Devils_Advocate
2008-12-17, 10:04 PM
First off, as has been said, torture does not necessarily promote honesty. It promotes apparent cooperation. You can go ahead and implicate an enemy instead of your actual accomplice. Unless the torturer has any way of immediately disproving your lies, they're as likely to stop the torture as revealing the truth is. If the torturer lacks any way to check the validity of your lies over the long term, they're also as likely to prevent future torture as revealing the truth is.

Torture is more useful when you already know what you want the victim to say. It's great for extracting confessions, for example, whether the victim actually did the things you want him to confess to or not.

Secondly? Rules for torture really do not fit well into the vanilla d20 system, which does not realistically model the pain, injury, and fear that result from being hurt. Until you're dying or close to it, you lose hit points and... that's it. You don't take a penalty to anything. You don't start bleeding profusely. You aren't compelled to run away. You might decide to, but it's not a compulsion.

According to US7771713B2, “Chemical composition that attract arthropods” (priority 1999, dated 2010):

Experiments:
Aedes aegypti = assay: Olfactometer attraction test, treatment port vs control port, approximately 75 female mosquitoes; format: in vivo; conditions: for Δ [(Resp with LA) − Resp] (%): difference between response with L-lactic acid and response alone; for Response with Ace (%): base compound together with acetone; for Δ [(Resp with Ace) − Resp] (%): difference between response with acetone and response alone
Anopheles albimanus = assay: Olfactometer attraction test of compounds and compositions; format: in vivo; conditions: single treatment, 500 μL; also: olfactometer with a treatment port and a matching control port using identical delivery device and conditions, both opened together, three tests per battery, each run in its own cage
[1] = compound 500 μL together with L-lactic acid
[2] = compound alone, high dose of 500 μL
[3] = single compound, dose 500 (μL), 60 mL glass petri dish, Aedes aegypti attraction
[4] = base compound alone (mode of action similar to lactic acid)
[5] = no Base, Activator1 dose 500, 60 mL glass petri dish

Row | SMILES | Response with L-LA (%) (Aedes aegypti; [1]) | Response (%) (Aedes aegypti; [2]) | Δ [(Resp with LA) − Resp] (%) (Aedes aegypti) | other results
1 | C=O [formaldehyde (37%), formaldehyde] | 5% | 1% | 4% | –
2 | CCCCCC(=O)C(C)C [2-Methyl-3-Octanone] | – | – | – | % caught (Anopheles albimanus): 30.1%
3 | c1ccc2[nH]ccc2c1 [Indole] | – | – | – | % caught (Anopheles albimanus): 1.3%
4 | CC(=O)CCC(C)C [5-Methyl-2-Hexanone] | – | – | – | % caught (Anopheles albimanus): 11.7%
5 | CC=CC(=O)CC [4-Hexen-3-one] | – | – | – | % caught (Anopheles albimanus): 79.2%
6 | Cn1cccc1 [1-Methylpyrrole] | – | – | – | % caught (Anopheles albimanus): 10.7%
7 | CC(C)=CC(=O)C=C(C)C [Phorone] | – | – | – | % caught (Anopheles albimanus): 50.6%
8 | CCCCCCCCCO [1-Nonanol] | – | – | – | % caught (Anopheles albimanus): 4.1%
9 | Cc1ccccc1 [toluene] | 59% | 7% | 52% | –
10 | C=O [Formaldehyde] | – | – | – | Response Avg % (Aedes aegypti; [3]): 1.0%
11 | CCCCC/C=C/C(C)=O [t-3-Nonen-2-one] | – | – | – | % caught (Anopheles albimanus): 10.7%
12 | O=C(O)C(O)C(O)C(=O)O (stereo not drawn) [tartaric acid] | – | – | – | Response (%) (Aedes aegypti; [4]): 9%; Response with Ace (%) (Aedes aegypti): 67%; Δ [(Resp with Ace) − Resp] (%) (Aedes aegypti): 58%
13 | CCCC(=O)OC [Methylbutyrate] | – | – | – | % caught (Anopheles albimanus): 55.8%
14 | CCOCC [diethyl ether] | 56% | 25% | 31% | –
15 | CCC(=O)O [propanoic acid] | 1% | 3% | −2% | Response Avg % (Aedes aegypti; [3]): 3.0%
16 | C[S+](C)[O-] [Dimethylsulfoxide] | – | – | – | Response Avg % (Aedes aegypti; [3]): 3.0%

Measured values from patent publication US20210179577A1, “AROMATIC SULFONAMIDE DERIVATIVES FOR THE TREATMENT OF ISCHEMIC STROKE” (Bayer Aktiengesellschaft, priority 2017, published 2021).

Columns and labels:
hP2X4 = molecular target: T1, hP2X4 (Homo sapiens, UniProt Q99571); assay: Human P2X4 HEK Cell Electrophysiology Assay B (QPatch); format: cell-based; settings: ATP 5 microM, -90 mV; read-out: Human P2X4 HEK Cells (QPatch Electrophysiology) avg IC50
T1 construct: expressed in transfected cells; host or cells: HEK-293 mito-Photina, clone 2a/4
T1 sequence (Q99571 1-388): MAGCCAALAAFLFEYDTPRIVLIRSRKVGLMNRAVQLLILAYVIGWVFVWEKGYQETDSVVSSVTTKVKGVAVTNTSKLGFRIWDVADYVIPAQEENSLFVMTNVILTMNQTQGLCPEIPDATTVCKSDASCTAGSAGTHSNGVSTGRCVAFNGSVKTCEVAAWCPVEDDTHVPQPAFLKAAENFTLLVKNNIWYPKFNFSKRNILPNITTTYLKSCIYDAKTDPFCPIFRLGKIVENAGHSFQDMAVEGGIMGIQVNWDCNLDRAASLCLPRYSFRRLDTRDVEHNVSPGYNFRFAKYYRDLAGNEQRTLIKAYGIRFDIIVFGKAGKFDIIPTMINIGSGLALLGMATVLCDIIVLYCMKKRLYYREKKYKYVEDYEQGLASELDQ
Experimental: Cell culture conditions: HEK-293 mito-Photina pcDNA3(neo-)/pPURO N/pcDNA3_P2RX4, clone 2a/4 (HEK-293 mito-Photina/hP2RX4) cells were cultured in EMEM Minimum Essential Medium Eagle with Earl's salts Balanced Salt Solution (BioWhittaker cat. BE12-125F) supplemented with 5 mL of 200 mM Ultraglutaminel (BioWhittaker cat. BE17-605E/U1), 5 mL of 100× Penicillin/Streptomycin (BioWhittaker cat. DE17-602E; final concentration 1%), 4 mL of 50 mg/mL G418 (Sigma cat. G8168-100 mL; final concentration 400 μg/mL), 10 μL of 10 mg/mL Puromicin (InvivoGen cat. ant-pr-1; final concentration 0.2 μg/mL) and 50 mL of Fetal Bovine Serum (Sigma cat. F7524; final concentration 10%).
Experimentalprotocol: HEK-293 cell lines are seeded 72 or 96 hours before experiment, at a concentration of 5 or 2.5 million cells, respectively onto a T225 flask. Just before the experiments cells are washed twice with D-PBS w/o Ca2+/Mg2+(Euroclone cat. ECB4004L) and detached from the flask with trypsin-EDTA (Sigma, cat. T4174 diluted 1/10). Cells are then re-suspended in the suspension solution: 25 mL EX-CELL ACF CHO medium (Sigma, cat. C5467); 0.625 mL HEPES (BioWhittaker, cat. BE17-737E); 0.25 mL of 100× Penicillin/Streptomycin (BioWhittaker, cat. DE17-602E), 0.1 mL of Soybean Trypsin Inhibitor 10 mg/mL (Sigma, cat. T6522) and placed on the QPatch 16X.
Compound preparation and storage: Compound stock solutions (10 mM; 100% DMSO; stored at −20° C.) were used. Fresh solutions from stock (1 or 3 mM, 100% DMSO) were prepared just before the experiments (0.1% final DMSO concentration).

In D&D, barring rule modifications, wounds basically get counteracted by your personal reservoir of healing positive energy that can be filled back up with cure spells. You can take damage and not get injured. Positive hit points serve as a shield against the negative consequences of being hurt that people have to deal with if they're hurt in real life. You may experience pain while someone is sticking his knife in you, but no lingering pain afterward, because you don't even have any injury to cause you pain.